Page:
By stripping classic house music down to its barest bones, pulling out the pieces that most directly moved people on the dance floors, bringing in the call and response tradition, cranking up the pace and tempo and using sounds, hooks, lyrics and samples to outline and spotlight these core elements, Baltimore Club Music was born over two decades ago. Baltimore Club Music is a young adult at this point in time — roughly twenty five years old. Like most young adults, it sometimes is misunderstood and struggles to find its way in the world. It seeks to maintain connections with its house music parentage while still trying to elevate its status as an internationally recognized, most unique form of deconstructed break beat music. With the EP “Always”, Baltimore to Brooklyn transplant Abdu Ali offers seven tracks. It opens with four tracks, with the last three tracks offering remixes of three of the first four tracks.
Taken from www.abduali.com
As a music lover old enough to remember mid-late80s house music, part of what I listen for in Baltimore Club Music today is how successfully it connects to and re-invents classic house music sounds, beats and chants into fresh listens. On this score, “Already” scores a home run in my book. The best Baltimore Club music tracks always created interesting interpretations of all kinds of music, and “Already” does that. For example, the clever use of classic house breakbeats like the one from Li’l Louis’ “Hot For You” (which still cranks to this day) which appear on a couple of the tracks on “Already” are the mark of an artist with a variety of musical influences to pull from. This sets the EP apart from other Baltimore Club music projects — it gives it more direction and purpose. You feel as if you are taking a journey through a night at the club as you listen.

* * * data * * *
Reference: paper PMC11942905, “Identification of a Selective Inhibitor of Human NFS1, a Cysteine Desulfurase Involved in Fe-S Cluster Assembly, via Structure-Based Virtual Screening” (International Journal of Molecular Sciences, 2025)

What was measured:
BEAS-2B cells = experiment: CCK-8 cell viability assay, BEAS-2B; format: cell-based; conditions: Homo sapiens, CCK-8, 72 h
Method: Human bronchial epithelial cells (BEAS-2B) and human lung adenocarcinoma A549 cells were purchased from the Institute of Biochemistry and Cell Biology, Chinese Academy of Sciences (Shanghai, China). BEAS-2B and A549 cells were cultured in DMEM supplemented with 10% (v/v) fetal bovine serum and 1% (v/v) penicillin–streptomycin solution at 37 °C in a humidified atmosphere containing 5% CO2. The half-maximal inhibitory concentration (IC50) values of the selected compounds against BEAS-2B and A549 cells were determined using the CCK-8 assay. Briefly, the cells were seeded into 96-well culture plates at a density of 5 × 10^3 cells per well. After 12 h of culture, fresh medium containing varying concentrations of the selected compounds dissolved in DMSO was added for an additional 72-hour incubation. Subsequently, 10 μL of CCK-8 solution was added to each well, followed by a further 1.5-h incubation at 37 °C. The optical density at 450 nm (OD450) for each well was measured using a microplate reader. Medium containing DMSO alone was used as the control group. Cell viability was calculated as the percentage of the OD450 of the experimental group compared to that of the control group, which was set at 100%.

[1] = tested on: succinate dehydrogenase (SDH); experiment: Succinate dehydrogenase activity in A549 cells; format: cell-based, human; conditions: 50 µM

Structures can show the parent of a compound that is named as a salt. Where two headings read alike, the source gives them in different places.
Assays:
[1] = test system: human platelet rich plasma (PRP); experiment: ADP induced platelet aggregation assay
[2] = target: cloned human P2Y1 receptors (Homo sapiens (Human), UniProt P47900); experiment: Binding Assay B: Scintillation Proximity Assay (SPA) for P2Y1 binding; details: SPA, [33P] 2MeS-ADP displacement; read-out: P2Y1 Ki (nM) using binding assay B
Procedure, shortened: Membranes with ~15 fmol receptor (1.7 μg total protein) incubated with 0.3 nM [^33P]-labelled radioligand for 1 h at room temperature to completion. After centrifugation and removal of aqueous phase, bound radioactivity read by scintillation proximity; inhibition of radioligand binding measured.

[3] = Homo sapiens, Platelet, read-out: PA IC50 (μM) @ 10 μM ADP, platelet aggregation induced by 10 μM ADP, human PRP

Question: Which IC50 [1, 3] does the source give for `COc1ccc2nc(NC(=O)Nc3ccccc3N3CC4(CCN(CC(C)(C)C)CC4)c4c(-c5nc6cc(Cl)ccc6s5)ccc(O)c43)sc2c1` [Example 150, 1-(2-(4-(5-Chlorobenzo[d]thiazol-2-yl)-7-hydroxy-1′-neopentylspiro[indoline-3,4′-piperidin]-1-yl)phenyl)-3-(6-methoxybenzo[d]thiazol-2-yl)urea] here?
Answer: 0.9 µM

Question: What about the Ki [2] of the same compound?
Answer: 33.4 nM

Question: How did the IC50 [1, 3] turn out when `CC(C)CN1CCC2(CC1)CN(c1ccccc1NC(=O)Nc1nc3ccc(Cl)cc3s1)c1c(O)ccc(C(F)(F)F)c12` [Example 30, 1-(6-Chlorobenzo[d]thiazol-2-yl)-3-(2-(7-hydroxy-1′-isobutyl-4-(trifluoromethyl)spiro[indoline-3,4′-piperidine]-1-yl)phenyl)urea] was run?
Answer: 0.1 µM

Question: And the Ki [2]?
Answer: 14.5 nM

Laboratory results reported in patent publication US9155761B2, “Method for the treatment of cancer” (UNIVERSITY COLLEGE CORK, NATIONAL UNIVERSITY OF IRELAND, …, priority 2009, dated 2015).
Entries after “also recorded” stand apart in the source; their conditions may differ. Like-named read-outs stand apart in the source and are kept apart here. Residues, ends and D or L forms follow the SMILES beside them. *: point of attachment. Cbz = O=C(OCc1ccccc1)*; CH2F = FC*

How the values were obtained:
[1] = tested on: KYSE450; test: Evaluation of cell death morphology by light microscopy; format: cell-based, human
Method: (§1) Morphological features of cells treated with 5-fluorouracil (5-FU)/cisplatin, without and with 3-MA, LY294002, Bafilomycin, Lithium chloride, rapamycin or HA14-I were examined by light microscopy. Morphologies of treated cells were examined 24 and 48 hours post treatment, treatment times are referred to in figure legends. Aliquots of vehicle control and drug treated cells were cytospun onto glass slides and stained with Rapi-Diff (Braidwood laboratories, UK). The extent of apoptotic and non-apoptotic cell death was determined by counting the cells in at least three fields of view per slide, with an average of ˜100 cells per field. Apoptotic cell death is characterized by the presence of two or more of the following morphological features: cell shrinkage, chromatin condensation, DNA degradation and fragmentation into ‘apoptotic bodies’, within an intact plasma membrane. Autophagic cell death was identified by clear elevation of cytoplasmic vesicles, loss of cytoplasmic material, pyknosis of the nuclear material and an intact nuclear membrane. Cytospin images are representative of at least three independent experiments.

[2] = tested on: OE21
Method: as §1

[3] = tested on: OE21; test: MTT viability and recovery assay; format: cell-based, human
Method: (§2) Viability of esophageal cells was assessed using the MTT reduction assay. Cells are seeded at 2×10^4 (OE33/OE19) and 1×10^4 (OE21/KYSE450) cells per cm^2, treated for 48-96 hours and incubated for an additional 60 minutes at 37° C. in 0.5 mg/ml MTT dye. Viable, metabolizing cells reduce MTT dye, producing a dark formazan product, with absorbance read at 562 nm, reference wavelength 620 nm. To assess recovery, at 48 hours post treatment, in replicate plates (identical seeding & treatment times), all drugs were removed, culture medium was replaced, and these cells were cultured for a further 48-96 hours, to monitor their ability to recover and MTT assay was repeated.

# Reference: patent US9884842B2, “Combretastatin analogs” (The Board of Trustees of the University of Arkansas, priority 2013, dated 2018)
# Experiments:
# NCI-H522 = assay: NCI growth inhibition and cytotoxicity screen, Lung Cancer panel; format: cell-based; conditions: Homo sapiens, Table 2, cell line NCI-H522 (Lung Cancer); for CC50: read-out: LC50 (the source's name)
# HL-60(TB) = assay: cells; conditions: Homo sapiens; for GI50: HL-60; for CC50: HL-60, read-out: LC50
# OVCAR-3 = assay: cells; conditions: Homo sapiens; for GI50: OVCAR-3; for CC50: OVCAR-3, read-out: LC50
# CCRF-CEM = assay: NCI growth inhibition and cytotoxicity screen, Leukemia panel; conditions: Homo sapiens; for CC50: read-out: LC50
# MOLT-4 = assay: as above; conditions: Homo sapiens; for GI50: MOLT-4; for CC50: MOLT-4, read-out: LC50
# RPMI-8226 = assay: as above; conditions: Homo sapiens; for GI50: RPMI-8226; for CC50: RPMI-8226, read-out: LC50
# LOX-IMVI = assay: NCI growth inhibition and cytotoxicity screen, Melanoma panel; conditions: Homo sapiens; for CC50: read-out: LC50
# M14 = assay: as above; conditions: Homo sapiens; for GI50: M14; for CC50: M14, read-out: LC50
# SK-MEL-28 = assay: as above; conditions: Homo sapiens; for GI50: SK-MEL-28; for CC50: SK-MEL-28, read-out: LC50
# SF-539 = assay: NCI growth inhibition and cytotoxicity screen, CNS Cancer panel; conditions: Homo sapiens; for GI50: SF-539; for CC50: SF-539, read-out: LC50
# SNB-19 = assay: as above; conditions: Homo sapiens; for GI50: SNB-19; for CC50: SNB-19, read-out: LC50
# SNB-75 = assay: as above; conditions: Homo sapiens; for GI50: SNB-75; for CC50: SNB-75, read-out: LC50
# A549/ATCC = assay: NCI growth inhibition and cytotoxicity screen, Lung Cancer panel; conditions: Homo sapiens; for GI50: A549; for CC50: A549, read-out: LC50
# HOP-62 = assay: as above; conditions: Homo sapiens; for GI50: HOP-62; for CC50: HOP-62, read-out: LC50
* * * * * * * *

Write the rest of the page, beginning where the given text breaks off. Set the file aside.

Photo by Micah E Wood from www.abduali.com
“I, Exist” was my favorite of all the tracks offered and is the star of “Already” as far as I’m concerned. I especially appreciated the hints of Afrobeat in its sound, lyrics and execution (huge Fela Kuti fan here), and it got me moving immediately. “Flat Out” was also fun — the kind of song that some might find offensive (mature language is a staple of Baltimore Club music, and those who take offense to that kind of thing should probably not listen to “Already”), but in the context of Baltimore Club music it is a tongue-in-cheek club banger that releases frustration with its simple repetitive lines. There are also appearances by Blaqstarr, newcomer DJ Dizzy and Kilbourne on remix duty (shout out for showing love to the female deejay).
“Already” and Ali are getting very decent media love both locally and on the underground music scene nationally, and it is definitely deserved. Ali still continues to keep close connections to Baltimore while on his “Motivational” tour with deejays Kilbourne and Schwartz by stopping through the city a couple of times as the three makes the rounds up and down the East Coast.
I definitely enjoyed the eighteen minutes I spent with Abdu Ali on this project, and you can check out “Already” below: